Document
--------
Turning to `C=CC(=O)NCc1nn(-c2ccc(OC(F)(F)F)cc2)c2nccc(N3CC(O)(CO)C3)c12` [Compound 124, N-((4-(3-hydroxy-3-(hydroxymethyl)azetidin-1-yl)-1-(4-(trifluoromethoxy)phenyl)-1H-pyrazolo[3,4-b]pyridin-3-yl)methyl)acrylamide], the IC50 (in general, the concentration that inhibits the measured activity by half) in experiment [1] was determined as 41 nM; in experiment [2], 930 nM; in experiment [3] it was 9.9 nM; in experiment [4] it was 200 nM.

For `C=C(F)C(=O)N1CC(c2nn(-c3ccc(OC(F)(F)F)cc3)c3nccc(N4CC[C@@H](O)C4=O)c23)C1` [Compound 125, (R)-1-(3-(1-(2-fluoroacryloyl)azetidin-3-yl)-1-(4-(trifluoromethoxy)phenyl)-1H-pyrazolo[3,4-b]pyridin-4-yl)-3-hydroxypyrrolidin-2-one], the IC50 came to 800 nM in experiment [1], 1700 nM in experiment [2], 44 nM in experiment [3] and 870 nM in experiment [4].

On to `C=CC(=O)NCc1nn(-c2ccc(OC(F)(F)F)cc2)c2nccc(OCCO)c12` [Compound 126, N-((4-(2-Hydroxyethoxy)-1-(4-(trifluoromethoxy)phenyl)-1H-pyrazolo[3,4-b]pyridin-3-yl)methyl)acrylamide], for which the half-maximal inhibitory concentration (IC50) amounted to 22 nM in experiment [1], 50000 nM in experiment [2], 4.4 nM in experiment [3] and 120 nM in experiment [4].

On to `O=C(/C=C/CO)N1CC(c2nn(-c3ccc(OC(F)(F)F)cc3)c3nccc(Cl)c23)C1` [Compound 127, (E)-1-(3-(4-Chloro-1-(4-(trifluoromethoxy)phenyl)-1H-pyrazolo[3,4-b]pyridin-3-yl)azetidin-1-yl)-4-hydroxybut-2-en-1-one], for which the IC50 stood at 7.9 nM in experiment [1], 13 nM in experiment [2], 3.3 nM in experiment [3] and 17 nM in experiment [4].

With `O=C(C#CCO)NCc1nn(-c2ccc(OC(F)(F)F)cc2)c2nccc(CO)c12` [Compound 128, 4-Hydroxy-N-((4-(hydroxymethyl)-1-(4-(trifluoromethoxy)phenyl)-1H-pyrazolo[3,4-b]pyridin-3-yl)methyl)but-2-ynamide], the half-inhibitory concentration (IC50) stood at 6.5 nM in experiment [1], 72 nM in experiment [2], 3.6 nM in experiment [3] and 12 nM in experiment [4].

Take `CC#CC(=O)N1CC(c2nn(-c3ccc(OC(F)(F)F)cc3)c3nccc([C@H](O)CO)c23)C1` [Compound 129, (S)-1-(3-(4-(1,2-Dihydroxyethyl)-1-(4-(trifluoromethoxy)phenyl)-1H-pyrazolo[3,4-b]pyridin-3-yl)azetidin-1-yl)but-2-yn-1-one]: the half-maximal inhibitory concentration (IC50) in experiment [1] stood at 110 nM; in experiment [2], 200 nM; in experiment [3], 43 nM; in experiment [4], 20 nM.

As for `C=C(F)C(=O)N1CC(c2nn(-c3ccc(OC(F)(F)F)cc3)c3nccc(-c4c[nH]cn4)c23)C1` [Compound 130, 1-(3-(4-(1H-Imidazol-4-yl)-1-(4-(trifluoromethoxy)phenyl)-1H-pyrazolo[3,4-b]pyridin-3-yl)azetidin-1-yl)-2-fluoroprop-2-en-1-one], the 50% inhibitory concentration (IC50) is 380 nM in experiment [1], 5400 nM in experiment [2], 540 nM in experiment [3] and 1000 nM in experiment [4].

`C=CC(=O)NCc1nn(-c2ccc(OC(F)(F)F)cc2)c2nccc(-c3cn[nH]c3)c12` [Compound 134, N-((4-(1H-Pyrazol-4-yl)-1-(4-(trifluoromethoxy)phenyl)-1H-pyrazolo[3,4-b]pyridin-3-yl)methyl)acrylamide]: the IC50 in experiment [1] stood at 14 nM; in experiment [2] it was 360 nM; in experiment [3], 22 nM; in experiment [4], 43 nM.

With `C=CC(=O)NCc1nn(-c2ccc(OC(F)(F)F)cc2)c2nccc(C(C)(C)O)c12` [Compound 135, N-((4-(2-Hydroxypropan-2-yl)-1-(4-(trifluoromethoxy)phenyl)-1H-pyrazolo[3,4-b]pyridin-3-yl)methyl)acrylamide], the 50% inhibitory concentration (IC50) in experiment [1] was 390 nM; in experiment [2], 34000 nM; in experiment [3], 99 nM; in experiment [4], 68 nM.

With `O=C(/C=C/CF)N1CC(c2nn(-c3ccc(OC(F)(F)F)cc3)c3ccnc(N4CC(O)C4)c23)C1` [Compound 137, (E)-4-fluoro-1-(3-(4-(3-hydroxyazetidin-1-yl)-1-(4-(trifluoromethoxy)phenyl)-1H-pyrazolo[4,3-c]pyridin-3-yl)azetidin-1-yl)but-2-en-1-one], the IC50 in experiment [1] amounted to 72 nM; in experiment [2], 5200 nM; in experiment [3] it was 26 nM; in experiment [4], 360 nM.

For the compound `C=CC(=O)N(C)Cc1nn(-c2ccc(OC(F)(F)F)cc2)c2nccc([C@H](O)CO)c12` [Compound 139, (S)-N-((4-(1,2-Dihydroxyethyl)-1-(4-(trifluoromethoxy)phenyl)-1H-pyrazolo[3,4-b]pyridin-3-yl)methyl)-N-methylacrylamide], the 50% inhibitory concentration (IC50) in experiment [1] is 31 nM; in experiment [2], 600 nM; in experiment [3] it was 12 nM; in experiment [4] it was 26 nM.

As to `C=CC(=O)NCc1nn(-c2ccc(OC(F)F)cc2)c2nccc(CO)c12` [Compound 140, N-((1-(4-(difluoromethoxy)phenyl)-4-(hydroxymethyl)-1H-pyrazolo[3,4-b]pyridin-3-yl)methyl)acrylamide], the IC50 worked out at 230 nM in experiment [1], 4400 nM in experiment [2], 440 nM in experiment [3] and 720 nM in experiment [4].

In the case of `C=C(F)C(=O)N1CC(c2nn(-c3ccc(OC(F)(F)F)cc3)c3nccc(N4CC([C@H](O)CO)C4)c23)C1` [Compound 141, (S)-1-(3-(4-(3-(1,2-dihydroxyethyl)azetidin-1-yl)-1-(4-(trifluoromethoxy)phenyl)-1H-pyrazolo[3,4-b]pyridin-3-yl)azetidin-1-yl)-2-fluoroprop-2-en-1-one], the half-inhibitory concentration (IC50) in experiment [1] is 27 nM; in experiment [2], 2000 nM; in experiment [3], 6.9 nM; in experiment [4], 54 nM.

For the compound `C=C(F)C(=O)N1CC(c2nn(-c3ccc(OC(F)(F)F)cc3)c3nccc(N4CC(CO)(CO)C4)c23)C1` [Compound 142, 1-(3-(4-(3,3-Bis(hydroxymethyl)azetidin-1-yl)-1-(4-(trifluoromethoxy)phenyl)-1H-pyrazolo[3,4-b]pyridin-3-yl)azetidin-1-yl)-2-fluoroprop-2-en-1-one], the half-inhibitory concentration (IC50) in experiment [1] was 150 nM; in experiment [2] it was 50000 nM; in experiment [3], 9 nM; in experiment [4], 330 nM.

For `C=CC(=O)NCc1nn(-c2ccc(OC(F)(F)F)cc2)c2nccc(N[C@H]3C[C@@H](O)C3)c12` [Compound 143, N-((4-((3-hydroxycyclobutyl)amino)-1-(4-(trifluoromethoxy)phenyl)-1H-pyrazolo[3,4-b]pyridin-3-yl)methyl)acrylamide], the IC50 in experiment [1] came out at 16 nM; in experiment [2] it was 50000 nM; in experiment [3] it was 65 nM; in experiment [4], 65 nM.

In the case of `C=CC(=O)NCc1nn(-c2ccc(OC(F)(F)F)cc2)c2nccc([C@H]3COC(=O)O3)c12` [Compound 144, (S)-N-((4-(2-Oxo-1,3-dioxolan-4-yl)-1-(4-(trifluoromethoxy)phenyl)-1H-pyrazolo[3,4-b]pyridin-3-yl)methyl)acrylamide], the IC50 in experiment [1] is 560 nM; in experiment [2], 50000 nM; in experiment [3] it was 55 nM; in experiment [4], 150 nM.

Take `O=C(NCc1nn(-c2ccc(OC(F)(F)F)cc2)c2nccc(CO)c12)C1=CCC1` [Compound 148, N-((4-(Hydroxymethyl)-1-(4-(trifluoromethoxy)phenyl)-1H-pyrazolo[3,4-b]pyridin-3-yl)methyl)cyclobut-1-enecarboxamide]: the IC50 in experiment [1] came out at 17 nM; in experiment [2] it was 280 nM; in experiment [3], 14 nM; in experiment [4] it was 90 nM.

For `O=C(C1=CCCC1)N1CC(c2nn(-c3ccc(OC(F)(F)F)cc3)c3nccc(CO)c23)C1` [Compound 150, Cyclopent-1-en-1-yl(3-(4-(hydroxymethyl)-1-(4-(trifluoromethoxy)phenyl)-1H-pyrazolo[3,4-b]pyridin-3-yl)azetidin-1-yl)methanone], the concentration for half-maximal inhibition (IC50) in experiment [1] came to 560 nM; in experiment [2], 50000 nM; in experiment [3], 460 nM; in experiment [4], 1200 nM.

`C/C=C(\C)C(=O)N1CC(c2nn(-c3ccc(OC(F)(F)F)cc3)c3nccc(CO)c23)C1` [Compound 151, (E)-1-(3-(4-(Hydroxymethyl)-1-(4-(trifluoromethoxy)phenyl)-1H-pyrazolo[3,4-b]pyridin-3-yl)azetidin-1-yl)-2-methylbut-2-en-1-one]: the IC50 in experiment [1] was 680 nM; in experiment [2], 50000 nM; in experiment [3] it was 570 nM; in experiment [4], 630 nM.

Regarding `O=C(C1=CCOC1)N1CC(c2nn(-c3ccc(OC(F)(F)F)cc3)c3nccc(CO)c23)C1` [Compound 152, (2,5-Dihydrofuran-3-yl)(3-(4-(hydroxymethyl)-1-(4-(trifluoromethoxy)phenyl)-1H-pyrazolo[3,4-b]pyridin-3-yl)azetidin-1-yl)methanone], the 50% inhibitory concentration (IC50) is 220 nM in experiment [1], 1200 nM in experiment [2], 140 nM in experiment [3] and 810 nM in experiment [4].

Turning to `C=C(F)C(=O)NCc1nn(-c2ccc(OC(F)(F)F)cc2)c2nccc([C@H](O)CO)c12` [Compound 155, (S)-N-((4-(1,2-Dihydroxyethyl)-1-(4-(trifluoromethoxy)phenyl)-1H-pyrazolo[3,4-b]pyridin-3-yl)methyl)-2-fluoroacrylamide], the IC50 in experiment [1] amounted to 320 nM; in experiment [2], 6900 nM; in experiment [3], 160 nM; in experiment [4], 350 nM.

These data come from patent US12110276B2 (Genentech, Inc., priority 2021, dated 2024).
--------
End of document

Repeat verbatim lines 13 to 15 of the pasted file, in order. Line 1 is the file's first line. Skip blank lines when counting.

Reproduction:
In the case of `C=C(F)C(=O)N1CC(c2nn(-c3ccc(OC(F)(F)F)cc3)c3nccc(N4CC([C@H](O)CO)C4)c23)C1` [Compound 141, (S)-1-(3-(4-(3-(1,2-dihydroxyethyl)azetidin-1-yl)-1-(4-(trifluoromethoxy)phenyl)-1H-pyrazolo[3,4-b]pyridin-3-yl)azetidin-1-yl)-2-fluoroprop-2-en-1-one], the half-inhibitory concentration (IC50) in experiment [1] is 27 nM; in experiment [2], 2000 nM; in experiment [3], 6.9 nM; in experiment [4], 54 nM.

For the compound `C=C(F)C(=O)N1CC(c2nn(-c3ccc(OC(F)(F)F)cc3)c3nccc(N4CC(CO)(CO)C4)c23)C1` [Compound 142, 1-(3-(4-(3,3-Bis(hydroxymethyl)azetidin-1-yl)-1-(4-(trifluoromethoxy)phenyl)-1H-pyrazolo[3,4-b]pyridin-3-yl)azetidin-1-yl)-2-fluoroprop-2-en-1-one], the half-inhibitory concentration (IC50) in experiment [1] was 150 nM; in experiment [2] it was 50000 nM; in experiment [3], 9 nM; in experiment [4], 330 nM.

For `C=CC(=O)NCc1nn(-c2ccc(OC(F)(F)F)cc2)c2nccc(N[C@H]3C[C@@H](O)C3)c12` [Compound 143, N-((4-((3-hydroxycyclobutyl)amino)-1-(4-(trifluoromethoxy)phenyl)-1H-pyrazolo[3,4-b]pyridin-3-yl)methyl)acrylamide], the IC50 in experiment [1] came out at 16 nM; in experiment [2] it was 50000 nM; in experiment [3] it was 65 nM; in experiment [4], 65 nM.